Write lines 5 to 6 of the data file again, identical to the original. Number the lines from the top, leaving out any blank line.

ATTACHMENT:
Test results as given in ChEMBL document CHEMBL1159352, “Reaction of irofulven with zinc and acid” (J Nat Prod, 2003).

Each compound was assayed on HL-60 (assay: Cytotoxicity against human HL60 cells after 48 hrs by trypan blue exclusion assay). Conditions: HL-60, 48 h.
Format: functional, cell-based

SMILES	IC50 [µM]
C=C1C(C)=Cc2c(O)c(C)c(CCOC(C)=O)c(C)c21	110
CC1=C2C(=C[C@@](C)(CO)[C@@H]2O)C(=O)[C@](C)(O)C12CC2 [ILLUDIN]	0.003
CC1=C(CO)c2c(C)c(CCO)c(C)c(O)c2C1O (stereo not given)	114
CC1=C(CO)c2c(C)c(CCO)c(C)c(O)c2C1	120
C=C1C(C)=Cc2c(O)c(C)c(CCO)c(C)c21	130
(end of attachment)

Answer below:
C=C1C(C)=Cc2c(O)c(C)c(CCOC(C)=O)c(C)c21	110
CC1=C2C(=C[C@@](C)(CO)[C@@H]2O)C(=O)[C@](C)(O)C12CC2 [ILLUDIN]	0.003